It turns out that the 2.8-pound space rock, about the size of a small cabbage, was part of a meteor shower identified by Alan Hildebrand, a planetary scientist in the Department of Geoscience at the University of Calgary, and his colleagues.
The group said the trajectory of the meteorite that hit Hamilton’s house would have made it visible throughout southeastern British Columbia and central and southern Alberta.
NASA to launch first space probe to study Jupiter’s Trojan asteroids
NASA is set on Saturday to launch a first-of-its kind mission, dubbed Lucy, to study Jupiter’s Trojan asteroids, two large clusters of space rocks that scientists believe are remnants of primordial material that formed the solar system’s outer planets.
The space probe, packed inside a special cargo capsule, is due for liftoff from Cape Canaveral Air Force Station in Florida at 5:34 a.m. EDT (0934 GMT), carried aloft by an Atlas V rocket from United Launch Alliance (UAL), a joint venture of Boeing Co and Lockheed Martin Corp.
If all goes according to plan, Lucy will be hurled into space on a 12-year expedition to study a record number of asteroids. It will be the first to explore the Trojans, thousands of rocky objects orbiting the sun in two swarms – one ahead of the path of giant gas planet Jupiter and one behind it.
The largest known Trojan asteroids, named for the warriors of Greek mythology, are believed to measure as much as 225 kilometers (140 miles) in diameter.
Scientists hope Lucy’s close-up fly-by of seven Trojans will yield new clues to how the solar system’s planets came to be formed some 4.5 billion years ago and what shaped their present configuration.
Believed to be rich in carbon compounds, the asteroids may even provide new insights into the origin of organic materials and life on Earth, NASA said.
“The Trojan asteroids are leftovers from the early days of our solar system, effectively the fossils of planet formation,” principal mission investigator Harold Levison of the Southwest Research Institute in Boulder, Colorado, was quoted by NASA as saying.
No other single science mission has been designed to visit as many different objects independently orbiting the sun in the history of space exploration, NASA said.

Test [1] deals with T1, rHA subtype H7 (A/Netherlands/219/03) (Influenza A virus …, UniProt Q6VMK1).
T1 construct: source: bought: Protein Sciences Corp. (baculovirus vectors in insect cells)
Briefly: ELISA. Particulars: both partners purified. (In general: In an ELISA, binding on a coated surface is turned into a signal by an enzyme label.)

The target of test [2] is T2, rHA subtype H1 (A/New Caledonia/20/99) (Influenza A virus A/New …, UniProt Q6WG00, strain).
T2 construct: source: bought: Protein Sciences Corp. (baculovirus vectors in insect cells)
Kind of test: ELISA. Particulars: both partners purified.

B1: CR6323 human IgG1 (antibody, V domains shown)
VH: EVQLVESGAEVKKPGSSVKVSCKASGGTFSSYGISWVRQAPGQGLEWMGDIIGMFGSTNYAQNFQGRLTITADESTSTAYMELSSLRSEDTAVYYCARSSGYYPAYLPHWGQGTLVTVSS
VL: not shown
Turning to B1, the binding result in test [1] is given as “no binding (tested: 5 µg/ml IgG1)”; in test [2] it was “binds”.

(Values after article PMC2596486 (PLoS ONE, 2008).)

As well as the Trojans, Lucy will do a fly-by of an asteroid in the solar system’s main asteroid belt, called DonaldJohanson in honor of the lead discoverer of the fossilized human ancestor known as Lucy, from which the NASA mission takes its name. The Lucy fossil, unearthed in Ethiopia in 1974, was in turn named for the Beatles hit “Lucy in the Sky with Diamonds.”
Lucy the asteroid probe will make spaceflight history in another way. Following a route that circles back to Earth three times for gravitational assists, it will be the first spacecraft ever to return to Earth’s vicinity from the outer solar system, according to NASA.
The probe will use rocket thrusters to maneuver in space and two rounded solar arrays, each the width of a school bus, to recharge batteries that will power the instruments contained in the much smaller central body of the spacecraft.
(Reporting by Steve Gorman in Los Angeles, Editing by Rosalba O’Brien)
Darwin family microscope to be sold at auction
A microscope Charles Darwin gave his son Leonard and which has remained in the family for nearly 200 years is headed for auction in December, and is expected to fetch up to $480,000.
The instrument was designed by Charles Gould for the firm Cary around 1825 and is one of six surviving microscopes associated with the British naturalist, according to auction house Christie’s.
The date of its manufacture coincides with the time when Darwin was studying zoophytes, organisms such as coral and sea anemone.
“It is just incredibly spine tingling to look through this and see the microscopic world that Darwin would have seen in the 1820s and 30s,” James Hyslop, Head of Department, Scientific Instruments, Globes & Natural History, at Christie’s, told Reuters.
“Later in his life in 1858, there’s a wonderful letter that he writes to his eldest son saying young Lenny was dissecting at his microscope and he said ‘Oh Papa, I should be so glad of this for my whole life’. It’s wonderful to have that family connexion of Charles Darwin just before he becomes internationally famous.”
Darwin published his groundbreaking work “On the Origin of Species” in 1859.
The microscope will be offered at Christie’s Valuable Books & Manuscripts auction on Dec. 15, and has a price estimate of 250,000 – 350,000 pounds ($343,050 – $480,270).
“Charles Darwin is one of the biggest names in the Science, and collectors for Darwiniana (relating to Darwin) are truly international in breadth,” Hyslop said.
($1 = 0.7288 pounds)
(Reporting by Marissa Davison; Writing by Marie-Louise Gumuchian; Editing by Mike Collett-White)
2.8-pound meteorite from space crashes roof of Canadian woman’s home, falls on bed – The Tribune India